8. ^ a b c d Steiner M, Pearlstein T, Cohen LS, et al. (2006). "Expert guidelines for the treatment of severe PMS, PMDD, and comorbidities: the role of SSRIs". J Womens Health (Larchmt) 15 (1): 57–69. doi:10.1089/jwh.2006.15.57. PMID 16417420. 
  9. ^ Biggs, WS.; Demuth, RH. (Oct 2011). "Premenstrual syndrome and premenstrual dysphoric disorder.". Am Fam Physician 84 (8): 918–24. PMID 22010771. 
  10. ^ a b Premenstrual Syndrome: "What is Premenstrual Dysphoric Disorder (PMDD?)"
  11. ^ Huo L, Straub RE, Roca C, Schmidt PJ, Shi K, Vakkalanka R, Weinberger DR, Rubinow DR (October 2007). "Risk for premenstrual dysphoric disorder is associated with genetic variation in ESR1, the estrogen receptor alpha gene". Biol. Psychiatry 62 (8): 925–33. doi:10.1016/j.biopsych.2006.12.019. PMC 2762203. PMID 17599809. 
  12. ^ "UNC Center for Women's Mood Disorders"
  13. ^ a b Eriksson O, Wall A, Marteinsdottir I, et al. (March 2006). "Mood changes correlate to changes in brain serotonin precursor trapping in women with premenstrual dysphoria". Psychiatry Res 146 (2): 107–16. doi:10.1016/j.pscychresns.2005.02.012. PMID 16515859. 
  14. ^ Menkes, DB1; Coates DC; Fawcett JP (1994). "Acute tryptophan depletion aggravates premenstrual syndrome.". J Affect Disord. 32 (Sep.): 37–44. doi:10.1016/0165-0327(94)90059-0. PMID 7798465. Retrieved 2 March 2014. 
  15. ^ Klatzkin RR, Lindgren ME, Forneris CA, Girdler SS (May 2010). "Histories of major depression and premenstrual dysphoric disorder: Evidence for phenotypic differences". Biol Psychol 84 (2): 235–47. doi:10.1016/j.biopsycho.2010.01.018. PMC 2877489. PMID 20138113. 
  16. ^ Kim DR, Gyulai L, Freeman EW, Morrison MF, Baldassano C, Dubé B (February 2004). "Premenstrual dysphoric disorder and psychiatric co-morbidity". Arch Womens Ment Health 7 (1): 37–47. doi:10.1007/s00737-003-0027-3. PMID 14963731.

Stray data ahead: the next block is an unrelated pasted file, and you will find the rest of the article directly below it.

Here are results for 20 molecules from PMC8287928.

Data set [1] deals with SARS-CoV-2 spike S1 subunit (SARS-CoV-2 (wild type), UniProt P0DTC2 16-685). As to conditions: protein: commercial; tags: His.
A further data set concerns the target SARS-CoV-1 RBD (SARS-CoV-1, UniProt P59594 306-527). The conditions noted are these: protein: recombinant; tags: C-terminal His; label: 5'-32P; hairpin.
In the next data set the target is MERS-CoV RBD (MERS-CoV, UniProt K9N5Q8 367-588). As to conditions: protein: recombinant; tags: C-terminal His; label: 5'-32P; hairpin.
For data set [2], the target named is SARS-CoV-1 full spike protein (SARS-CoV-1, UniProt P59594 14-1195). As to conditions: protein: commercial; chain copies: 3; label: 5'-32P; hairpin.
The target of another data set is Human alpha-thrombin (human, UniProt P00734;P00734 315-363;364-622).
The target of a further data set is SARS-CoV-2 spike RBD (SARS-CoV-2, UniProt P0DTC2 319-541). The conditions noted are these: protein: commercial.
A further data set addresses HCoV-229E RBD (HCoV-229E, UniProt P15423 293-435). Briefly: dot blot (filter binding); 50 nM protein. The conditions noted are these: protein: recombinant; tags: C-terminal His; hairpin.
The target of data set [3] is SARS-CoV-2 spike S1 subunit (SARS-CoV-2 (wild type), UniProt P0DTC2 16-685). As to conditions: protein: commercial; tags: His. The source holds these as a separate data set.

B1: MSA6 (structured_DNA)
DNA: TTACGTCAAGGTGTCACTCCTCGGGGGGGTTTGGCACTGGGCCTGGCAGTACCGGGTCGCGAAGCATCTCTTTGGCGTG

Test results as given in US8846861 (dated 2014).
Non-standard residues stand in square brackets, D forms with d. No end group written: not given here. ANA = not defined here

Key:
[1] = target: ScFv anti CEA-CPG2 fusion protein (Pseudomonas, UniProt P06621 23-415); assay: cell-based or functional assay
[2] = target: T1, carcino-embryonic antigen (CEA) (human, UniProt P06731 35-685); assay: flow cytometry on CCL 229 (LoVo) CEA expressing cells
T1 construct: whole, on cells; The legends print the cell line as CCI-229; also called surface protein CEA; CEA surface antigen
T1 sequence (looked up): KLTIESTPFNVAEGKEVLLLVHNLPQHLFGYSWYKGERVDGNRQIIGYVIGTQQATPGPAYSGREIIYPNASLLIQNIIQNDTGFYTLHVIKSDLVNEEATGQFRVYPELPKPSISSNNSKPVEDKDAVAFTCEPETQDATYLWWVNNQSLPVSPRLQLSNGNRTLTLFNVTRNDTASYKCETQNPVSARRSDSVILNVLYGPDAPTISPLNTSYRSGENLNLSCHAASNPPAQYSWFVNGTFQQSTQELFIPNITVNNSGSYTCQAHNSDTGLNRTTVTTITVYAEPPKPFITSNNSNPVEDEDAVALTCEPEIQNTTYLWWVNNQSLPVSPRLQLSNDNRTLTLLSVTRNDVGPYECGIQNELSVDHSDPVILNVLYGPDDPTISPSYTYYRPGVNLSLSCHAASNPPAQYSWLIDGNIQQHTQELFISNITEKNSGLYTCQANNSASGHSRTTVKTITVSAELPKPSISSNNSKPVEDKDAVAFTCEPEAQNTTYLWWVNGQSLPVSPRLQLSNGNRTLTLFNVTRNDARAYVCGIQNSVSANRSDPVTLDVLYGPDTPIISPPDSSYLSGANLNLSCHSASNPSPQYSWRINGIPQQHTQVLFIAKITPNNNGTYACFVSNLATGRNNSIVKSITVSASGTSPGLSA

17. ^ a b c Pilver, C, Desai, R, Kasl, S & Levy, B, 2011, ‘Lifetime Discrimination Associated with Greater Likelihood of Premenstrual Dysphoric Disorder’, Journal of Women’s Health, vol. 20, no. 6, pp. 923-931.
  18. ^ Laurence, Leslie (1993-05-16). "Psychiatric group scrutinizes categorizing form of PMS". Chicago Tribune. 
  19. ^ Lehman, Betsy (1993-05-10). "A little revision is creating a big furor". Boston Globe. 
  20. ^
  21. ^ Premenstrual Dysphoric Disorder (PMDD); Retrieved July. 13, 2013
    Severe form of premenstrual syndrome considered as a distinct clinical entity, characterized by prominent symptoms of irritability, anger, internal tension, dysphoria and mood lability. Diagnosis requires a prospective symptom diary documenting specific cyclic symptoms associated with the luteal and menstrual phases of the cycle, and evidence of socioeconomic dysfunction.
  22. ^ Ray Moynihan (2004-02-14). "Controversial disease dropped from Prozac product information". BMJ 328 (7436): 7436. doi:10.1136/bmj.328.7436.365. PMC 341379. PMID 14962861. 
  23. ^ European Agency for the Evaluation of Medicinal Products, Committee for Proprietary Medicinal Products (2003-06-13). "Summary Information...for Prozac and associated names". 
  24. ^ Sertraline (Zoloft), fluoxetine (Lovan, Prozac) for premenstrual dysphoric disorder (PMDD) National Prescribing Service Limited. (Australia)
  25. ^ Steiner M, Pearlstein T, Cohen LS, et al. (2006). "Expert guidelines for the treatment of severe PMS, PMDD, and comorbidities: the role of SSRIs". J Womens Health (Larchmt) 15 (1): 57–69. doi:10.1089/jwh.2006.15.57. PMID 16417420. 
  26. ^ Steiner M, Pearlstein T (2000). "Premenstrual dysphoria and the serotonin system: pathophysiology and treatment". J Clin Psychiatry. 61 Suppl 12: 17–21. PMID 11041380. 
  27. ^ Premenstrual Syndrome
  28. ^ Lopez, LM.; Kaptein, AA.; Helmerhorst, FM. (2012). "Oral contraceptives containing drospirenone for premenstrual syndrome.". Cochrane Database Syst Rev 2: CD006586. doi:10.1002/14651858.CD006586.pub4. PMID 22336820. 
  29. ^ Steinberg S, Annable L, Young SN, Liyanage N (1999). "A placebo-controlled study of the effects of L-tryptophan in patients with premenstrual dysphoria". Adv. Exp. Med. Biol. Advances in Experimental Medicine and Biology 467: 85–8. doi:10.1007/978-1-4615-4709-9_11. ISBN 978-0-306-46204-7. PMID 10721042. 
  30. ^
  31. ^ Wyatt, Katrina; Paul Dimmock; Peter Jones; P M Shaughn O'Brien (22 May 1999). "Efficacy of vitamin B-6 in the treatment of premenstrual syndrome: systematic review". BMJ 318 (7195): 1375–1381. doi:10.1136/bmj.318.7195.1375. PMC 27878. PMID 10334745.